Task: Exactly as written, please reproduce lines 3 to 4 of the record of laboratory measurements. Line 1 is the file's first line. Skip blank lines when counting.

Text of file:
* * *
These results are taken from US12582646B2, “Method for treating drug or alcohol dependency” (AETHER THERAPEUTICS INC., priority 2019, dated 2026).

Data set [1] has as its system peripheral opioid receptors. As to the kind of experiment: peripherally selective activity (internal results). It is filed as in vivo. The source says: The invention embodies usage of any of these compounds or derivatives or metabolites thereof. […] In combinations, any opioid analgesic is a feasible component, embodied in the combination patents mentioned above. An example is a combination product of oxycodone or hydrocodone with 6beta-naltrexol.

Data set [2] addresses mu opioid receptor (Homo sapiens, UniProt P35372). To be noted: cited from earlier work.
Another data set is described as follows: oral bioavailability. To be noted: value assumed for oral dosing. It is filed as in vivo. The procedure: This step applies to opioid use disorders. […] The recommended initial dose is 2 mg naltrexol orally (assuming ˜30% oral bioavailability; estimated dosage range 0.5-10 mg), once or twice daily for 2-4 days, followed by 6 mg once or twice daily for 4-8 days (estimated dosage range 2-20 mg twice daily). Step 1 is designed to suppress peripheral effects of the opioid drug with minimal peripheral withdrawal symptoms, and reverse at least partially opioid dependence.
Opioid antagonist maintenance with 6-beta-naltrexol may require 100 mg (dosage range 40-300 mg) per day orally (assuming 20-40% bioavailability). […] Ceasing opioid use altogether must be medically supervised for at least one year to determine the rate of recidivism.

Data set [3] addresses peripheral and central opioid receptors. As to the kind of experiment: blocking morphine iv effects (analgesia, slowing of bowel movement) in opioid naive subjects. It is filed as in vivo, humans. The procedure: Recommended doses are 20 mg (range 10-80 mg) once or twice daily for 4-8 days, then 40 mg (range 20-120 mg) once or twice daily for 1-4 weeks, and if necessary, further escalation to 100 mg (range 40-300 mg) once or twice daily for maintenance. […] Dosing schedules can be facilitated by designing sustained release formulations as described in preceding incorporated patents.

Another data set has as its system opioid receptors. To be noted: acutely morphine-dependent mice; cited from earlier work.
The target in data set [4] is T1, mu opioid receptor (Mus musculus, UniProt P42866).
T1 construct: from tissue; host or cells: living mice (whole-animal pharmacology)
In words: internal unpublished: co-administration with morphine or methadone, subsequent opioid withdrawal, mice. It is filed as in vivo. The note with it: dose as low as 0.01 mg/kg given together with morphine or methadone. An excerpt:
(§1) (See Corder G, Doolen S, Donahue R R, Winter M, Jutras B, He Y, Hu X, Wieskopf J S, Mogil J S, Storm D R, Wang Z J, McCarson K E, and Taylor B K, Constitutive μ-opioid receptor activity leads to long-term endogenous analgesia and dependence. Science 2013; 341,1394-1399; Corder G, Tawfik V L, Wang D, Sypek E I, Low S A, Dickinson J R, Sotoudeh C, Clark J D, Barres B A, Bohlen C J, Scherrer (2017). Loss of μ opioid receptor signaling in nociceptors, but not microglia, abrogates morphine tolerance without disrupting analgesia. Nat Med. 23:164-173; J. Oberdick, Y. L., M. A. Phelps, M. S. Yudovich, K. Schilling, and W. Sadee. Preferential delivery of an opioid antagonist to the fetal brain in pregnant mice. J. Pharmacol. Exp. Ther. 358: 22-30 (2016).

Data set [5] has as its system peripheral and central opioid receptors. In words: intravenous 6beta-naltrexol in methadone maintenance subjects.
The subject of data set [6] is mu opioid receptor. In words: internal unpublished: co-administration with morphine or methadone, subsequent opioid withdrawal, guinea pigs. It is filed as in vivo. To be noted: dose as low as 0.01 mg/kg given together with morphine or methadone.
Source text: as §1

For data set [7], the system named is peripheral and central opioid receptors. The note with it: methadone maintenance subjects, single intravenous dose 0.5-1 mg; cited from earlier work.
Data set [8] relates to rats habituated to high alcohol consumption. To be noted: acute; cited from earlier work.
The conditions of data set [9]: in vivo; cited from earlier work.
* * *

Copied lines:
Data set [2] addresses mu opioid receptor (Homo sapiens, UniProt P35372). To be noted: cited from earlier work.
Another data set is described as follows: oral bioavailability. To be noted: value assumed for oral dosing. It is filed as in vivo. The procedure: This step applies to opioid use disorders. […] The recommended initial dose is 2 mg naltrexol orally (assuming ˜30% oral bioavailability; estimated dosage range 0.5-10 mg), once or twice daily for 2-4 days, followed by 6 mg once or twice daily for 4-8 days (estimated dosage range 2-20 mg twice daily). Step 1 is designed to suppress peripheral effects of the opioid drug with minimal peripheral withdrawal symptoms, and reverse at least partially opioid dependence.